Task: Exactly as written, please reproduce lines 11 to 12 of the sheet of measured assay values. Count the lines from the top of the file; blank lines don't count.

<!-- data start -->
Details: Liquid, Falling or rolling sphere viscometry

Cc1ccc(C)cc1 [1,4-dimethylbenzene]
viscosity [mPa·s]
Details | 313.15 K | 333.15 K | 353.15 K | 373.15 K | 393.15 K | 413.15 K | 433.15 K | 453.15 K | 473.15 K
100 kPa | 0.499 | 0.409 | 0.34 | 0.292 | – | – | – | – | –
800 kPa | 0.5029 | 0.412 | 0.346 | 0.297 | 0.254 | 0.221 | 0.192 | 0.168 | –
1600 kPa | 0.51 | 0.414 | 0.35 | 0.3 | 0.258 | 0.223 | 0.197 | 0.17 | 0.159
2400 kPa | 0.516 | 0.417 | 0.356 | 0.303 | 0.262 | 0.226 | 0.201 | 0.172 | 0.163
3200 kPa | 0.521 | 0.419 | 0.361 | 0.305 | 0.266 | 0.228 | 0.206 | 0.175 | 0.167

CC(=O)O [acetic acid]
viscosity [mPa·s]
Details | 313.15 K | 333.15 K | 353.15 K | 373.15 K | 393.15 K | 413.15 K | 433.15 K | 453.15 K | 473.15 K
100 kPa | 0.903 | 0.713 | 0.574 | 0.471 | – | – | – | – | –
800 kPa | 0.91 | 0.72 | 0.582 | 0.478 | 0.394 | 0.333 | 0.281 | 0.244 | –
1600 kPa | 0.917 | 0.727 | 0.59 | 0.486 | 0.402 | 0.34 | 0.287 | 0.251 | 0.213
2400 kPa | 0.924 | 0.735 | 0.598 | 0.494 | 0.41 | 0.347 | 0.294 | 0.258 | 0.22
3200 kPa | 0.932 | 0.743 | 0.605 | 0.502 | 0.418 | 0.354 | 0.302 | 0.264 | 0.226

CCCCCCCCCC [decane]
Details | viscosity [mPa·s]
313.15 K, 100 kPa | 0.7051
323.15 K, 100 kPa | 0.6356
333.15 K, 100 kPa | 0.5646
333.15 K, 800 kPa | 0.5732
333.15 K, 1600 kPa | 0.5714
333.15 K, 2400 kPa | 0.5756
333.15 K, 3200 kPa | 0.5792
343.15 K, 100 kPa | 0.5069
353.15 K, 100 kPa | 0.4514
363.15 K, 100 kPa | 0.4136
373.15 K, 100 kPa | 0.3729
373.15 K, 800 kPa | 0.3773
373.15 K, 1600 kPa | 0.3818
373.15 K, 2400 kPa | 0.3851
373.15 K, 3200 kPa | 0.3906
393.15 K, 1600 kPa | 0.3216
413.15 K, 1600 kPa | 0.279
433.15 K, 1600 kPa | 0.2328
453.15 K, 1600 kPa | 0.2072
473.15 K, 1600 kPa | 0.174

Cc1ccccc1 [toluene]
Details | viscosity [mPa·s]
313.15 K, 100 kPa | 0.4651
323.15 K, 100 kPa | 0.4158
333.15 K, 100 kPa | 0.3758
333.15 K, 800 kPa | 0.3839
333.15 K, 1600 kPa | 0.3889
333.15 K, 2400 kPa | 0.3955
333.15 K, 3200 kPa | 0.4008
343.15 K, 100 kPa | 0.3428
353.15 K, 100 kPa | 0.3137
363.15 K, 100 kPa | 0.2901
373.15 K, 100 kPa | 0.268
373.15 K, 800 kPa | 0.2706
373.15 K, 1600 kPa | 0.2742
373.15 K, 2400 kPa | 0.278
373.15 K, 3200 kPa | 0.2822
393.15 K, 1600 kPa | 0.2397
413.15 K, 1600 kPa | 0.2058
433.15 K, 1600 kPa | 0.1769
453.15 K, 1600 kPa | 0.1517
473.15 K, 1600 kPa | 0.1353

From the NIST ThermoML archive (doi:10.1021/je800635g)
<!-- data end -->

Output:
viscosity [mPa·s]
Details | 313.15 K | 333.15 K | 353.15 K | 373.15 K | 393.15 K | 413.15 K | 433.15 K | 453.15 K | 473.15 K